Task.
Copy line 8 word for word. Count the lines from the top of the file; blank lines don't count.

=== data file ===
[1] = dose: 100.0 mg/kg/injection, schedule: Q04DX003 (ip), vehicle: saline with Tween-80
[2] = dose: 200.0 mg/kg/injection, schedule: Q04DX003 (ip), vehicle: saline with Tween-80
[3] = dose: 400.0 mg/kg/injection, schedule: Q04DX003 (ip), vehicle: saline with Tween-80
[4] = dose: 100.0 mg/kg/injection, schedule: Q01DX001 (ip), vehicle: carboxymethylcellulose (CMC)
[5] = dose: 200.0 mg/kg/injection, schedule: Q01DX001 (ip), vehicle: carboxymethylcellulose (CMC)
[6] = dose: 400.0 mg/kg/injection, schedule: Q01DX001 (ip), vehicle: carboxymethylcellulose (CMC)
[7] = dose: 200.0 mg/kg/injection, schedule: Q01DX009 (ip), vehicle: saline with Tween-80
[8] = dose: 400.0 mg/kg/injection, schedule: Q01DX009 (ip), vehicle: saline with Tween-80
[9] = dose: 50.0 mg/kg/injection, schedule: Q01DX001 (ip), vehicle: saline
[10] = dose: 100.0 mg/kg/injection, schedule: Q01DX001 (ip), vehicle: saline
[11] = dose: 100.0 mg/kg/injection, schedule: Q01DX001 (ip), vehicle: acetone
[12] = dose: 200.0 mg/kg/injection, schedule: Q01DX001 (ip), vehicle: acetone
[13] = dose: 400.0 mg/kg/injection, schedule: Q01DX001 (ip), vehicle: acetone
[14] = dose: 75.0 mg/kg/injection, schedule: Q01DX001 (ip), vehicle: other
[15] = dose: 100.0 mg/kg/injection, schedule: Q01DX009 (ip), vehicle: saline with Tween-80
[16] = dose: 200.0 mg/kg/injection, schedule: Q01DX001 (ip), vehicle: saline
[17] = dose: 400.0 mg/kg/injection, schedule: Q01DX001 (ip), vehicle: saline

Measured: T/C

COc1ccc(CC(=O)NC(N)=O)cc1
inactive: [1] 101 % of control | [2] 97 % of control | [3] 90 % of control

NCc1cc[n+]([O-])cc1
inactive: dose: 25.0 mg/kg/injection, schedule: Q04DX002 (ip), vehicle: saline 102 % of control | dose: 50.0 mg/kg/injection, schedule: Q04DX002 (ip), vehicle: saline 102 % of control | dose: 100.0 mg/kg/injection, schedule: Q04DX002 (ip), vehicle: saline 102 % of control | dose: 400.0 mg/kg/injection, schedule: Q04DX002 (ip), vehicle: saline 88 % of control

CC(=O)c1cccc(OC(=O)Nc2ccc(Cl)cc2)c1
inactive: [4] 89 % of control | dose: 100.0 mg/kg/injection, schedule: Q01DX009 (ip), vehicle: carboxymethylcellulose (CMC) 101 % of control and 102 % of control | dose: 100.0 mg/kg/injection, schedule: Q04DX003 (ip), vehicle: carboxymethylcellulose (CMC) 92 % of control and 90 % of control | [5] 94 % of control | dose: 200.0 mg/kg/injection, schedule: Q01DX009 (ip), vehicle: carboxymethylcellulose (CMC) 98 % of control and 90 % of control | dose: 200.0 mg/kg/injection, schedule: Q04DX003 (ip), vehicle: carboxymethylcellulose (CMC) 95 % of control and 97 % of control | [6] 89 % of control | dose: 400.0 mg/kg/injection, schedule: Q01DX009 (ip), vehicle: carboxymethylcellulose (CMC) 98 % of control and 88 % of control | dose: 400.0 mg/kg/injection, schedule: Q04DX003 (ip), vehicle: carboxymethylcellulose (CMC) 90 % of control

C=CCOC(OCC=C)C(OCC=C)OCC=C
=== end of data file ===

[8] = dose: 400.0 mg/kg/injection, schedule: Q01DX009 (ip), vehicle: saline with Tween-80